PRR wrote:I just came across a passage in the Lalitavistara (http://iteror.org/big/Source/buddhism/L ... -ch12.html) that records a story of the Buddha counting incredibly high numbers. My question is--were these numbers in actual use by other astronomers/mathematicians, or was this something that the Buddha himself (or the author of this story) made up?
The site I linked to suggests that the highest order mentioned, uttaraparamanurajahpravesa, is 10 to the 421st power. Pretty high, when you think that googol is 10 to the 100th power.
Are there ancient passages that actually use these mathematical terms/numerations? Were they numbers that were actually in use (even if only by mathematicians or astronomers)? Or were these terms non-sense terms, like a modern story might use terms like "gazillions" or "oodles"? or.....?
PRR wrote:Thanks, cdpaton. Yeah nayuta isn't the highest number, but if khoti is the Sanskirt/Indian crore (which your Sanksrit numeral page suggests), that would still be a pretty high number--100 billion (100 kotis making an ayuta, and a 100 ayutas making a nayuta--calculating a koti as 10,000,000). Unfortunately, as you've suggested, the higher numbers seem to be different. Of course who knows how many centuries and provinces have been crossed, between those two systems of numbering.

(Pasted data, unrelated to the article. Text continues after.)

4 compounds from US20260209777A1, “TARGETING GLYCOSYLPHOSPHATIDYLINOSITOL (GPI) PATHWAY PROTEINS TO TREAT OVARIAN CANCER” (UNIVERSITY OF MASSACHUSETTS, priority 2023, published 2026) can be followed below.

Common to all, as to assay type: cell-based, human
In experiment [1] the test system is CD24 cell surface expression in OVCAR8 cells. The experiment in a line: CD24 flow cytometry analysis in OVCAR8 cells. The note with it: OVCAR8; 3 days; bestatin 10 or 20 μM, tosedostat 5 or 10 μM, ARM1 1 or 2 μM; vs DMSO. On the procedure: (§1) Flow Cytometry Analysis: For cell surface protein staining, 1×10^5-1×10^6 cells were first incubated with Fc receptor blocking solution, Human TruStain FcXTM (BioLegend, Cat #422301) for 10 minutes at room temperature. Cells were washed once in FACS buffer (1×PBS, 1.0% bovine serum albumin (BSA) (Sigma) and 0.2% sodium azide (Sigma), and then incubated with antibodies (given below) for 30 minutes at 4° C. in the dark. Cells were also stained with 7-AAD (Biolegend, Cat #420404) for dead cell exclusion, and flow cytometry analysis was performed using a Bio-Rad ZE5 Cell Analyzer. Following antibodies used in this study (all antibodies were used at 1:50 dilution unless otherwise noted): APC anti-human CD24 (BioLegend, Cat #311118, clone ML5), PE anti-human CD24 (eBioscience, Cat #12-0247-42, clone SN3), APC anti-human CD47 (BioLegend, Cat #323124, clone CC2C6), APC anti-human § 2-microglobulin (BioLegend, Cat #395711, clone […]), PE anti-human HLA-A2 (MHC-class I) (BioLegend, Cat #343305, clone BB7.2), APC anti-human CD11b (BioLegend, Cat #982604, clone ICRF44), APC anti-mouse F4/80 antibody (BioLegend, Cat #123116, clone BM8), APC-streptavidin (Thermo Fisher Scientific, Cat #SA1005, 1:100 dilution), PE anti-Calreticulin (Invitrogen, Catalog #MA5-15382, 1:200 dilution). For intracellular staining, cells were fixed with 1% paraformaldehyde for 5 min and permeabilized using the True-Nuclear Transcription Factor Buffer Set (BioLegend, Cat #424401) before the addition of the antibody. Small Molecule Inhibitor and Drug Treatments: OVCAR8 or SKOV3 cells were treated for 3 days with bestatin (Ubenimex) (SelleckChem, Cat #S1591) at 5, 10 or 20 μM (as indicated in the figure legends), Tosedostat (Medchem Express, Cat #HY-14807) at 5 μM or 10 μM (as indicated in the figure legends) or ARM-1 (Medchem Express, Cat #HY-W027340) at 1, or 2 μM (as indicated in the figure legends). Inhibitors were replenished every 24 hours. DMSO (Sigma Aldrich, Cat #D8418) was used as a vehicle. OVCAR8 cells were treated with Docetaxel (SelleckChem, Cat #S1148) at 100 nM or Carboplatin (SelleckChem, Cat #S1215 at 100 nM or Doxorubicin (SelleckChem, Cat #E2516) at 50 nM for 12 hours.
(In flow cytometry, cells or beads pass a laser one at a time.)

Do you have a specific reference (even a book/chapter number) for the Gandhavyuha Sutra?
"The bodhisattva-mahāsattvas do not produce the thought of supreme perfect enlightenment to save just one man alone (na khalv ekasaṃdhāraṇatayā bodhisattvānāṃ mahāsattvānām anuttarāyāṃ samyaksaṃbodhau cittam utpadyate). Nor to save just two, three, etc., up to ten. Nor to save just 100 (po = śata), 1,000 (ts'ien = sahasra), 10,000 (wan = prabheda), 100,000 (che wan = lakṣha), 1,000,000 (po wan = atilakṣa), 10,000,000 (yi = koṭi), 100,000,000 (che yi = madhya), 1,000,000,000 (po yi = ayuta), 10,000,000,000 (ts'ien yi = mahāyuta), 100,000,000,000 (wan yi = nayuta)... [and so on, each term ten times as great as the preceding, up to the 122nd term of the series 1, 10, 100, 1,000... called anabhilāpya-anabhilāpya and equal to 1 followed by 121 zeros].
PRR wrote:Huifeng, you have an interesting blog. I've already downloaded your piece on the historical background to Buddhism. Looks interesting.
cdpatton wrote:(In Cleary's translation of the Avatamsaka Sutra, the passage begins on p.1211 - but there the original Chinese skips over the list as Lamotte does.)
Aemilius wrote:cdpatton wrote:(In Cleary's translation of the Avatamsaka Sutra, the passage begins on p.1211 - but there the original Chinese skips over the list as Lamotte does.)